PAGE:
THE ESSENTIAL A&E PICKS FOR MAY 2-8 | Entertainment Picks | Salt Lake City | Salt Lake City Weekly
We need your help.

Newspapers and media companies nationwide are closing or suffering mass layoffs since the coronavirus impacted all of us starting in March. City Weekly's entire existence is directly tied to people getting together in groups--in clubs, restaurants, and at concerts and events--which are the industries most affected by new coronavirus regulations.

Our industry is not healthy. Yet, City Weekly has continued publishing thanks to the generosity of readers like you. Utah needs independent journalism more than ever, and we're asking for your continued support of our editorial voice. We are fighting for you and all the people and businesses hardest hit by this pandemic.

You can help by making a one-time or recurring donation on, which directs you to our Galena Fund 501(c)(3) non-profit, a resource dedicated to help fund local journalism. It is never too late. It is never too little. Thank you. DONATE

Culture » Entertainment Picks


Soldier Hollow Bike Festival, Sweetheart Come, Napoleon Dynamite 15th Anniversary Celebration and more!


  • Kenny Wehn

Soldier Hollow Bike Festival

The Soldier Hollow Bike Festival invites riders of any skill level and age to compete in time trial, track, cross-country and marathon races. Racers must register in advance, although only Union Cycliste Internationale racers must qualify for the competition. Summit Bike Club Executive Director M.J. Turner calls the event "one of the top ranked races in North America." Spectators attend for free, and vendors such as Cannondale and Kodiak Cakes exhibit products and allow attendees to test and buy gear.

The event kicks off on Thursday with professional and amateur time trials throughout the day. During the evening, make your way to the Wasatch Trails Foundation Extravaganza and meet those responsible for building and sustaining Heber Valley's trail system. The short track races on day two test cyclists' sprint and strategy capabilities. Next, competitors navigate difficult terrain for the cross-country event. USA Cycling CEO Rob Demartini speaks at a May 4 banquet. And the festival's first-ever marathon will be run on the final day, May 5.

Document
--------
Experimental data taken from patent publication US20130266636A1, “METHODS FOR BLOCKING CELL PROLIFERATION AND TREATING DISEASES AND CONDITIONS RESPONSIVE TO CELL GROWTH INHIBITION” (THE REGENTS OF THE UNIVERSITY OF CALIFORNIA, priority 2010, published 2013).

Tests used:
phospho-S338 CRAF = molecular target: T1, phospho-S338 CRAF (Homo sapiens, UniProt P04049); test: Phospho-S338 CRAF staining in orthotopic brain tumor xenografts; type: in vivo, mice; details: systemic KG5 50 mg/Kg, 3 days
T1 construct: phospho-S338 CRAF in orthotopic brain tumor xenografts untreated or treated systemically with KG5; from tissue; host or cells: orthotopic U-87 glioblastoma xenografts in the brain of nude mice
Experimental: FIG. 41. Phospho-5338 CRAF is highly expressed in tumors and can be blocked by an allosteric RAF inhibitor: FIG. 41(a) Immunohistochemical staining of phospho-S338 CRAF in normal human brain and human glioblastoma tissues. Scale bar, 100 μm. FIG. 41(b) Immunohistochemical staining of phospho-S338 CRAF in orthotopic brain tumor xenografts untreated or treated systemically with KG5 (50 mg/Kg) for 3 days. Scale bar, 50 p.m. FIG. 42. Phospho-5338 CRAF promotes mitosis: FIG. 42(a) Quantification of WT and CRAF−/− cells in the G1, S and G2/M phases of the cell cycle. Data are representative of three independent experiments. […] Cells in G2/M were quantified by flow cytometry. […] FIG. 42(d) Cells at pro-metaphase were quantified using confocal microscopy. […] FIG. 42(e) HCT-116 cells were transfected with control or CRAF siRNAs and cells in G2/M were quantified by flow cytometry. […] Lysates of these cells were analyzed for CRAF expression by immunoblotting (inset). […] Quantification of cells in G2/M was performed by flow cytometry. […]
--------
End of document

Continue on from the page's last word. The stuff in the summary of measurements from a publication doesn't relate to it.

The Soldier Hollow venue, home to the Nordic events of the 2002 Olympics, features views of green, rolling hills set against a backdrop of snowcapped mountains. Those arriving from out of town—or wanting to set up shop close to the festivities—can visit the website for hotel bookings and campground reservations. Event planners also urge community members to sign up to volunteer. (Colby Russo)

Soldier Hollow Bike Festival @ Soldier Hollow, 2002 Soldier Hollow Lane, Midway, May 2, 10 a.m.-7:30 p.m.; May 3, 11 a.m.-7:30 p.m.; May 4, 9 a.m.-6:30 p.m.; May 5, 9 a.m.-5 p.m., $25-$310 registration; free for spectators,

  • Robert Holman

Pygmalion Theatre Co.: Sweetheart Come

People and politics are a combustible combination, often forcing those involved to take stock of the unforeseen costs and their own guarded reputations. In Pygmalion Productions' world premiere of Sweetheart Come—written by Utah playwright Melissa Leilani Larson, a semifinalist at the 2016 O'Neill National Playwrights Conference—central character Emma Hauck finds her husband's political ambitions lead to unsettling consequences for their marriage. Seeking a solution, she puts pencil to paper and forms a friendship with one of the couple's newly hired domestic servants, then becomes increasingly entangled in a new web of reality as marriage, stability and despair become intertwined.

"Sweetheart Come plays with expectations, and keeps making me think about what I am seeing," director Mark Fossen says via email. "Pygmalion Productions creates performances that share the human experience through the eyes of women. Melissa has crafted a roller coaster of a play, where a woman's complex experience is centered—but not defined—by her relationships with men."